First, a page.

Yes, we are very powerful
Royalty may have faded in the 21st century, but the “royal we” seems to be alive and well. In an analysis of spoken and written communications in several different contexts, researchers found that individuals with more power or status used fewer first-person singular pronouns. Instead, they were more inclined to use first-person plural (“we”) or second-person singular (“you”) pronouns.
Kacewicz, E. et al., "Pronoun Use Reflects Standings in Social Hierarchies," Journal of Language and Social Psychology (March 2014).
In the last two elections, America went for a black president with a Harvard degree. But how do black candidates fare compared with whites in the regular job market? A recent study suggests they face substantial hurdles—even with a top-notch education. A sociologist sent out fake resumes in response to hundreds of job postings. Candidates with first names common among blacks—especially lower-class blacks—got significantly fewer responses and, when there was a response, it was more likely to be for a job with lower pay and prestige. Graduates of elite colleges were not immune: A black candidate from an elite college got about the same level of response as a white candidate from a second-tier college.
Gaddis, M., "Discrimination in the Credential Society: An Audit Study of Race, Social Class, and College Selectivity in the Labor Market," University of North Carolina (January 2014).
Be creative—like a criminal
If you need help thinking outside the box, you could do worse than to talk to some white-collar criminals. That’s one implication of a new study on the link between dishonesty and creativity. In several experiments, participants who were dishonest in reporting their performance on a task were also subsequently more creative. This was true even when controlling for initial creativity or when researchers made dishonest behavior hard to avoid. Because dishonesty is associated with breaking the rules, it enables more outside-the-box thinking; in fact, exposure to pictures of people breaking rules generated nearly the same effect.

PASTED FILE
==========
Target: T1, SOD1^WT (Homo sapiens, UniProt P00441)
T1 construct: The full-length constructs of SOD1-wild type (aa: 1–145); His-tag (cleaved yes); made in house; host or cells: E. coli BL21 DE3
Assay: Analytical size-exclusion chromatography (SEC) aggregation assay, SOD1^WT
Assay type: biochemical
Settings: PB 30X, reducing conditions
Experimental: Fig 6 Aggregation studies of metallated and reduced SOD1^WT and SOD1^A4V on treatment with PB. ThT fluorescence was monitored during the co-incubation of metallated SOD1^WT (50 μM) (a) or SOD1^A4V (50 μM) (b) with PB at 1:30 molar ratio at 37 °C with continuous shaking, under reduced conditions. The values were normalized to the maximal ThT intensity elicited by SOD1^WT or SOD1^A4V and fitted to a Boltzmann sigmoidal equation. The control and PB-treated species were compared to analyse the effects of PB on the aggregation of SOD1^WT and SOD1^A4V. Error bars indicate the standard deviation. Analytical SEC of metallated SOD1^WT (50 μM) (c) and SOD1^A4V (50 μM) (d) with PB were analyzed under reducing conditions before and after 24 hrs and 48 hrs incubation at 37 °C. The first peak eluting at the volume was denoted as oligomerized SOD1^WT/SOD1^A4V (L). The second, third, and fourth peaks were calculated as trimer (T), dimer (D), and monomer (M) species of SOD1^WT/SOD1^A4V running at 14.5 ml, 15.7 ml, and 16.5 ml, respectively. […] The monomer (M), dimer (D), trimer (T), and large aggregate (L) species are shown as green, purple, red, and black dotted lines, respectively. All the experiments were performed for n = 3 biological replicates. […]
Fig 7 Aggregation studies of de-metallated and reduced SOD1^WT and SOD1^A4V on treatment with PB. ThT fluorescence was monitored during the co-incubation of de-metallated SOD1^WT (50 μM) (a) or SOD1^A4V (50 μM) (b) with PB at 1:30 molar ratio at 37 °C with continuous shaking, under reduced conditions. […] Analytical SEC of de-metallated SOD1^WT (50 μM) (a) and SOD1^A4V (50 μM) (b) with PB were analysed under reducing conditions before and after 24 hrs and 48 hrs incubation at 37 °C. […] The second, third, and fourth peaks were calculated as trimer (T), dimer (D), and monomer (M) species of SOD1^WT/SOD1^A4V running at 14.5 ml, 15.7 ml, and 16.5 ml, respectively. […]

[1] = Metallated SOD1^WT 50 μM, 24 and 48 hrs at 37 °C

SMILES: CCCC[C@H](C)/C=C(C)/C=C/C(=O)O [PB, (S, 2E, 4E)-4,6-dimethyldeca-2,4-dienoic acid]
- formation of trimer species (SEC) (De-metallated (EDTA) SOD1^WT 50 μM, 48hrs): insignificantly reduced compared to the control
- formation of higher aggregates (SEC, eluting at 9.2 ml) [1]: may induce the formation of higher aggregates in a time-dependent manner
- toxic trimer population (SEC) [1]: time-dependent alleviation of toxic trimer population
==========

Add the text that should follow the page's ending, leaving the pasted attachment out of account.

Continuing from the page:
Gino, F. & Wiltermuth, S., "Evil Genius? How Dishonesty Can Lead to Greater Creativity," Psychological Science (forthcoming).
Marriage after gay marriage
In the United States, one point of contention in the clash over same-sex marriage has been whether it has any implications at all for opposite-sex marriage. Now, a study of marriage trends in the Netherlands—the first country to legalize same-sex marriage—found that overall opposite-sex marriage rates were not significantly affected by the change. There was, however, an underlying divergence in marriage culture after the change: “Individuals living in more-conservative municipalities (the Dutch ‘Bible Belt’) and those from more-conservative ethnicities (Turks, Moroccans, and other non-Western immigrants) have tended to marry significantly more....In contrast, individuals residing in the more-liberal four largest cities have tended to marry significantly less.”
Trandafir, M., "The Effect of Same-Sex Marriage Laws on Different-Sex Marriage: Evidence from the Netherlands," Demography (February 2014).
Disagreement, good for the bottom line
It can be pleasant to work with people with politics like yours. But shareholders who want a company to succeed should pray for political disagreement among company leaders. Corporations with independent directors who were more politically aligned with the CEO—as measured by political contributions—had “lower valuations, lower operating performance, a lower probability of CEO turnover following poor performance, weaker compensation incentives, and a greater likelihood of corporate fraud.” This effect was more pronounced for smaller boards and remained after controlling for demographic differences, social ties, and influence peddling.
Lee, J. et al., "Birds of a Feather: Value Implications of Political Alignment between Top Management and Directors," Journal of Financial Economics (forthcoming).
Kevin Lewis is an Ideas columnist.
He can be reached at email@example.com.